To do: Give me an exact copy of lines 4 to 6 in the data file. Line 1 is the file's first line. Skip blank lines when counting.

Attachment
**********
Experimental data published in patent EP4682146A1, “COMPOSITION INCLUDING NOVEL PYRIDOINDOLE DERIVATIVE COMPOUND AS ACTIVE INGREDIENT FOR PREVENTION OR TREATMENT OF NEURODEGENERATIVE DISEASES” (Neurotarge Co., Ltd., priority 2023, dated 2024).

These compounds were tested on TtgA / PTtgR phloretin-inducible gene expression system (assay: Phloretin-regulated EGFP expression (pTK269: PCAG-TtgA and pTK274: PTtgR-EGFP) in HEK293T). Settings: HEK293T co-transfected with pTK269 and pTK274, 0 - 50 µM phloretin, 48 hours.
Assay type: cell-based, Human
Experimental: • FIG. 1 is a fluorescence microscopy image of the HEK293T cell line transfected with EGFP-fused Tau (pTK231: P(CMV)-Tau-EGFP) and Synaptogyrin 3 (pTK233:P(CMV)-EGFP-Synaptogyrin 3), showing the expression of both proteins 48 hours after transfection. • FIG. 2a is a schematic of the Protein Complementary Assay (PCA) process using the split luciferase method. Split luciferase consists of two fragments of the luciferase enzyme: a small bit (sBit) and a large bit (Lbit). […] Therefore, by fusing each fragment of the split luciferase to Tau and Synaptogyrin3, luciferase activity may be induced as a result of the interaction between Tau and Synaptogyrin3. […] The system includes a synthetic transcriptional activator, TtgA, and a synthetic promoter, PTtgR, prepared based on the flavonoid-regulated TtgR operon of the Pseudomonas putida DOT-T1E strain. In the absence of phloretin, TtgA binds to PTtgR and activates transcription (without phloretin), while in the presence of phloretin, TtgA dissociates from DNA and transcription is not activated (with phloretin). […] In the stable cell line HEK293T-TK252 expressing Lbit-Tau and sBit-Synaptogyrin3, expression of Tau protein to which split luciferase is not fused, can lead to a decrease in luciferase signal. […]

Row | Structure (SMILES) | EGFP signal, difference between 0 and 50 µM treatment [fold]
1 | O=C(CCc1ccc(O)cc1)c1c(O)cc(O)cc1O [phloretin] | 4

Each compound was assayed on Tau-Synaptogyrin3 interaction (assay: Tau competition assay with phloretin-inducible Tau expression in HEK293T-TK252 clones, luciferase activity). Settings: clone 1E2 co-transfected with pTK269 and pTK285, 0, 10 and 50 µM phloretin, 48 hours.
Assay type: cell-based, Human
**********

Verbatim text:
Experimental: • FIG. 1 is a fluorescence microscopy image of the HEK293T cell line transfected with EGFP-fused Tau (pTK231: P(CMV)-Tau-EGFP) and Synaptogyrin 3 (pTK233:P(CMV)-EGFP-Synaptogyrin 3), showing the expression of both proteins 48 hours after transfection. • FIG. 2a is a schematic of the Protein Complementary Assay (PCA) process using the split luciferase method. Split luciferase consists of two fragments of the luciferase enzyme: a small bit (sBit) and a large bit (Lbit). […] Therefore, by fusing each fragment of the split luciferase to Tau and Synaptogyrin3, luciferase activity may be induced as a result of the interaction between Tau and Synaptogyrin3. […] The system includes a synthetic transcriptional activator, TtgA, and a synthetic promoter, PTtgR, prepared based on the flavonoid-regulated TtgR operon of the Pseudomonas putida DOT-T1E strain. In the absence of phloretin, TtgA binds to PTtgR and activates transcription (without phloretin), while in the presence of phloretin, TtgA dissociates from DNA and transcription is not activated (with phloretin). […] In the stable cell line HEK293T-TK252 expressing Lbit-Tau and sBit-Synaptogyrin3, expression of Tau protein to which split luciferase is not fused, can lead to a decrease in luciferase signal. […]

Row | Structure (SMILES) | EGFP signal, difference between 0 and 50 µM treatment [fold]
1 | O=C(CCc1ccc(O)cc1)c1c(O)cc(O)cc1O [phloretin] | 4